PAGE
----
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Stop generating business for aftermarket parts shops, independent service providers or the showrooms of other automobile dealers. These are YOUR customers! Come to InsIght15 in Orlando on march 24-26, 2015, and learn from other dealers, customer loyalty experts, and elite automotive trainers about how your dealership can become more Devoted to Loyalty and Driven to Retention.
Want to share your dealership’s customer loyalty story? Visit Insight15.com and apply to speak at one of our educational sessions.
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InsIght15.com THE AUTOMOTIVE CUSTOMER LOYALTY AND RETENTION CONFERENCE * Two-night room stay at the Rosen Shingle Creek Resort included (a value of $379), compliments of our sponsors. Limited availability. Must be a dealership employee to register for this offer. Stay must be during Insight15 and includes hotel room and tax only.
SELL MORE CARS FOR MORE PROFIT WITH BETTER TRAINING Mark Tewart’s 24/7 Online Training
The Tewart 24/7 Automotive Online Training Channel is the most advanced up to date information in the automotive industry. This Information is based upon real world application and not just theory or motivational jargon. Mark Tewart, one of the top sales, management, marketing and automotive industry experts and author of “How To Be A Sales Superstar”, developed the information. The Information available on this channel ranges from sales, people, life, marketing and process skills. The information is continually updated and more courses are added continually.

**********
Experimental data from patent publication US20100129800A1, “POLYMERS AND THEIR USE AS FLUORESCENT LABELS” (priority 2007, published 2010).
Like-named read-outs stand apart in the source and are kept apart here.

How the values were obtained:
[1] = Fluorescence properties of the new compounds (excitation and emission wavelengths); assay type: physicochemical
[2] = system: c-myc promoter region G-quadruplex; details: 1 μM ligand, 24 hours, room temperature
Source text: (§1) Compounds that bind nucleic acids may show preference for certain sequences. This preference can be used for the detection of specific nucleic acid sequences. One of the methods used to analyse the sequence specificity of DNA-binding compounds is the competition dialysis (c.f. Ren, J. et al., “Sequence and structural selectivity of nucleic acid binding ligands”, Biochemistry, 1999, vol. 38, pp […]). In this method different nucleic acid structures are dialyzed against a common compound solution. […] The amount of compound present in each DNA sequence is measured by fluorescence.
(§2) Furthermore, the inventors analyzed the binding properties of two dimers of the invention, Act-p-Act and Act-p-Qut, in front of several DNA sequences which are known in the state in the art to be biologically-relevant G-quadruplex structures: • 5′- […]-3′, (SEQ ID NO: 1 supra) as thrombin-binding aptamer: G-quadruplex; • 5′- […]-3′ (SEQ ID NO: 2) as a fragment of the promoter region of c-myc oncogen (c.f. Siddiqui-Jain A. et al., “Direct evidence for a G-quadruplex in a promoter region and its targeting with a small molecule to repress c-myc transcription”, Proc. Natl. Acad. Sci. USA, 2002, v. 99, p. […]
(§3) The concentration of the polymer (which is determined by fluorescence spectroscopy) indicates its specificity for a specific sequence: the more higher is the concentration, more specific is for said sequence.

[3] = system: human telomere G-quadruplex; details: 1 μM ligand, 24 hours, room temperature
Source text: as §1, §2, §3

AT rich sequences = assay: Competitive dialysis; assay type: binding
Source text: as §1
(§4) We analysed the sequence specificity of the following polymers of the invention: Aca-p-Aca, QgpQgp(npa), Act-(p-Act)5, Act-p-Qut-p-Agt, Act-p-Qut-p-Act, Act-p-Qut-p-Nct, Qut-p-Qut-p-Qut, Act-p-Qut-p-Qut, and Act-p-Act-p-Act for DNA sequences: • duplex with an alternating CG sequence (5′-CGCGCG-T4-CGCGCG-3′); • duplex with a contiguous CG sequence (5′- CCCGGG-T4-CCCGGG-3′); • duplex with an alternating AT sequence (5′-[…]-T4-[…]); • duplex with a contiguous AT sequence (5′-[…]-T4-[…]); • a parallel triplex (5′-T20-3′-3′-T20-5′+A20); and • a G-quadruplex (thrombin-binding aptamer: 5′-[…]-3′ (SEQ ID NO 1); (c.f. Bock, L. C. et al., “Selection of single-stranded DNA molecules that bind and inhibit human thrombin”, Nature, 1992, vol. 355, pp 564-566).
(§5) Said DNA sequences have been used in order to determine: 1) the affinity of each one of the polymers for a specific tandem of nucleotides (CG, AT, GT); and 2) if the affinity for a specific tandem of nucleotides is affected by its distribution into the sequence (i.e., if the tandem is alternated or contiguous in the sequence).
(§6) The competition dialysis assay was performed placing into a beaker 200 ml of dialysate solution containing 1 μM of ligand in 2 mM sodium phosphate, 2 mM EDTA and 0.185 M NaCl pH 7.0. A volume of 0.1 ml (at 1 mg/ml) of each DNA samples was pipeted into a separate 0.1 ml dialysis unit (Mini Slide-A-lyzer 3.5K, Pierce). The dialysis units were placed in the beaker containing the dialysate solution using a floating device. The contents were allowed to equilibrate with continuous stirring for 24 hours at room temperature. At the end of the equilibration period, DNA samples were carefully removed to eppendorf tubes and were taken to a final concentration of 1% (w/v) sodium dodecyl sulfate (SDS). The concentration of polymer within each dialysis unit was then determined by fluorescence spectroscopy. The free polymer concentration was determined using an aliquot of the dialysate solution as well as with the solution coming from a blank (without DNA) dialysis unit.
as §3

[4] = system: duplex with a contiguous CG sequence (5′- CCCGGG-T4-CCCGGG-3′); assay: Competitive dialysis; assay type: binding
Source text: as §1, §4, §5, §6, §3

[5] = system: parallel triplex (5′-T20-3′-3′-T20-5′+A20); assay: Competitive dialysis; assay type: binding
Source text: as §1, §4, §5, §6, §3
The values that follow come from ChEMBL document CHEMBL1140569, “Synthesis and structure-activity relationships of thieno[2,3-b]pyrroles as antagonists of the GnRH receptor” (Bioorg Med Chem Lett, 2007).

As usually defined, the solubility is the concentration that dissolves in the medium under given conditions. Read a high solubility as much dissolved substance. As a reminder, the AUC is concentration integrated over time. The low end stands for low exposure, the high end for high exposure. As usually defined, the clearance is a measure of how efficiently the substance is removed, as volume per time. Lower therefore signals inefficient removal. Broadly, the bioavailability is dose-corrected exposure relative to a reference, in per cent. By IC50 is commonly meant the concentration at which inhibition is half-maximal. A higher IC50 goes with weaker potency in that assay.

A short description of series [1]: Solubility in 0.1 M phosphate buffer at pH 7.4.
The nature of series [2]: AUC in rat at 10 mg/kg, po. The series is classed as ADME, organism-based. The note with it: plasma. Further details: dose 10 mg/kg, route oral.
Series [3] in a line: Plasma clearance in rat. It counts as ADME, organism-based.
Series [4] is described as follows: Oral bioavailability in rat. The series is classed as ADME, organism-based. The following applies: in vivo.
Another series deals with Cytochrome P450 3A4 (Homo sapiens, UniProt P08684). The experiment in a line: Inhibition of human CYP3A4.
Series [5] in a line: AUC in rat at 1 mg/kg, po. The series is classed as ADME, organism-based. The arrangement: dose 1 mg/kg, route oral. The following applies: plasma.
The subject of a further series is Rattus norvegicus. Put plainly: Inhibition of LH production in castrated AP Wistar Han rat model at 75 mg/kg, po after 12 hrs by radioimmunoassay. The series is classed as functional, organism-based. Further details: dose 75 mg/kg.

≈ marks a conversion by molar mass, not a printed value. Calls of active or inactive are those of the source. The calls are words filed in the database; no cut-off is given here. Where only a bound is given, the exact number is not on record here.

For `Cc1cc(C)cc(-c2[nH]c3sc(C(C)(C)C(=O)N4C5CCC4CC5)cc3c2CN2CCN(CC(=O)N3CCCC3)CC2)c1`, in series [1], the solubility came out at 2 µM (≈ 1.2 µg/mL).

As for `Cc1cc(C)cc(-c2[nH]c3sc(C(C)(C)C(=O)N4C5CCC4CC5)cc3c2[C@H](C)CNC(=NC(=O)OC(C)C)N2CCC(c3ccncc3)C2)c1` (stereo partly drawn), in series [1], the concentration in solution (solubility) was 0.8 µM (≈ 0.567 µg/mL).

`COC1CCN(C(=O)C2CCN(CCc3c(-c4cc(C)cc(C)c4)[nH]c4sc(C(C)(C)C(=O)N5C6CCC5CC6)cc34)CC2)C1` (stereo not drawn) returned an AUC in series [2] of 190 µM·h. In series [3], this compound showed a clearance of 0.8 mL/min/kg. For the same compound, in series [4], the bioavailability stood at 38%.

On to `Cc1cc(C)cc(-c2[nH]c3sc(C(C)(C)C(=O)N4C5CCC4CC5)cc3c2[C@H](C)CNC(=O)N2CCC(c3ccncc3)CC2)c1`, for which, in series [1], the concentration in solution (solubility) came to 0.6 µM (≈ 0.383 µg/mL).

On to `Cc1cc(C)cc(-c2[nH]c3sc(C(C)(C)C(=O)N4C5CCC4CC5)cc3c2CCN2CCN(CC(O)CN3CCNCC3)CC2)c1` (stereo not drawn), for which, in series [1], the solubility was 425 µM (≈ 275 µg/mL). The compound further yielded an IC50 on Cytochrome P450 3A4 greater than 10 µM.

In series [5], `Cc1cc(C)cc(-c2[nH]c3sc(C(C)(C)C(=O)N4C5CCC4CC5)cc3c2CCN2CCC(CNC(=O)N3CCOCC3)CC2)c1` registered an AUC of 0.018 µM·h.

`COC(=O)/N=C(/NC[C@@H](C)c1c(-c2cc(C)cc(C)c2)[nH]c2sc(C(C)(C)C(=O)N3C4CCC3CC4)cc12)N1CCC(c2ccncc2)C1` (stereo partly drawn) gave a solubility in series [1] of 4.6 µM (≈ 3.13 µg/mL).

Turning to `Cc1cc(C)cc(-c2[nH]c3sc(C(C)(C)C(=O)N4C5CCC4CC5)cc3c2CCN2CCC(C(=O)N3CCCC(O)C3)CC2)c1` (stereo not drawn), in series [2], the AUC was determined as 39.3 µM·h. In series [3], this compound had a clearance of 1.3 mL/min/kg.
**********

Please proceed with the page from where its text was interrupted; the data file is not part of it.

call 888 283-9278 or
email firstname.lastname@example.org with a time for a demo!
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2300 Hurstbourne Village Dr, Suite 1200 Louisville, KY 40299 / p 877.818.6620 / f 502.588.3170 / AutoSuccessOnline.com/AutoSuccessPodcast.com / firstname.lastname@example.org
DealerPanel hiring: Making the Right Choice, part 2
RebeccaKon your live chat results are only as good as your dealership’s follow-up strategy
Finding a Solution for Lapsed Insurance
MarkTewart dealers, why are you committing suicide?
Hannah Philpott, Media Director email@example.com
IsraelAlpert digital marketing of vehicles: The Problems, the Solution and the Advantages
LenShort getting close to vehicle shoppers — and moving beyond the big search engines
Brian Ankney, Account Manager firstname.lastname@example.org
sales & training solution
Dave Davis, Editor & Creative Strategist email@example.com